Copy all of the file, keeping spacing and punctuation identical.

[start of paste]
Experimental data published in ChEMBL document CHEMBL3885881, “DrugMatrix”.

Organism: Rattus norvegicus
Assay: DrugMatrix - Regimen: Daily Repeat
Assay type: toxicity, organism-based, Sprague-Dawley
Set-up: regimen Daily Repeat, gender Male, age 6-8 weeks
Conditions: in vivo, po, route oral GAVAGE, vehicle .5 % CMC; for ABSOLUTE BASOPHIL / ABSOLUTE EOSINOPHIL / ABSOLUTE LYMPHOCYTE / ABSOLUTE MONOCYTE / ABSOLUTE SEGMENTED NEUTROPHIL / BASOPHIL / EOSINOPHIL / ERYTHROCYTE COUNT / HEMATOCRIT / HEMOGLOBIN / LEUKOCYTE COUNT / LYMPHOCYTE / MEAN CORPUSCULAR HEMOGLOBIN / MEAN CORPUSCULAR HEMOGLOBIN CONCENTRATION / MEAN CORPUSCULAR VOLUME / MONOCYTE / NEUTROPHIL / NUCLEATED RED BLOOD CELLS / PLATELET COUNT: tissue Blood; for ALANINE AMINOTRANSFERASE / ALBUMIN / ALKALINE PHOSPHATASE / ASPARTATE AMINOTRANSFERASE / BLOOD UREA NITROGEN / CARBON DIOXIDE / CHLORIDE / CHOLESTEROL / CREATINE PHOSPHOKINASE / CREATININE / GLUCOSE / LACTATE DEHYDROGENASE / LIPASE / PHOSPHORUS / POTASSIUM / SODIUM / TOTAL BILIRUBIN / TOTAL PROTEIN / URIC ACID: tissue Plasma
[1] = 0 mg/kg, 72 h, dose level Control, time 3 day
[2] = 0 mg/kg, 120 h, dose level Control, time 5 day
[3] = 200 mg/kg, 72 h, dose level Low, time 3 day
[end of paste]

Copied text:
Experimental data published in ChEMBL document CHEMBL3885881, “DrugMatrix”.

Organism: Rattus norvegicus
Assay: DrugMatrix - Regimen: Daily Repeat
Assay type: toxicity, organism-based, Sprague-Dawley
Set-up: regimen Daily Repeat, gender Male, age 6-8 weeks
Conditions: in vivo, po, route oral GAVAGE, vehicle .5 % CMC; for ABSOLUTE BASOPHIL / ABSOLUTE EOSINOPHIL / ABSOLUTE LYMPHOCYTE / ABSOLUTE MONOCYTE / ABSOLUTE SEGMENTED NEUTROPHIL / BASOPHIL / EOSINOPHIL / ERYTHROCYTE COUNT / HEMATOCRIT / HEMOGLOBIN / LEUKOCYTE COUNT / LYMPHOCYTE / MEAN CORPUSCULAR HEMOGLOBIN / MEAN CORPUSCULAR HEMOGLOBIN CONCENTRATION / MEAN CORPUSCULAR VOLUME / MONOCYTE / NEUTROPHIL / NUCLEATED RED BLOOD CELLS / PLATELET COUNT: tissue Blood; for ALANINE AMINOTRANSFERASE / ALBUMIN / ALKALINE PHOSPHATASE / ASPARTATE AMINOTRANSFERASE / BLOOD UREA NITROGEN / CARBON DIOXIDE / CHLORIDE / CHOLESTEROL / CREATINE PHOSPHOKINASE / CREATININE / GLUCOSE / LACTATE DEHYDROGENASE / LIPASE / PHOSPHORUS / POTASSIUM / SODIUM / TOTAL BILIRUBIN / TOTAL PROTEIN / URIC ACID: tissue Plasma
[1] = 0 mg/kg, 72 h, dose level Control, time 3 day
[2] = 0 mg/kg, 120 h, dose level Control, time 5 day
[3] = 200 mg/kg, 72 h, dose level Low, time 3 day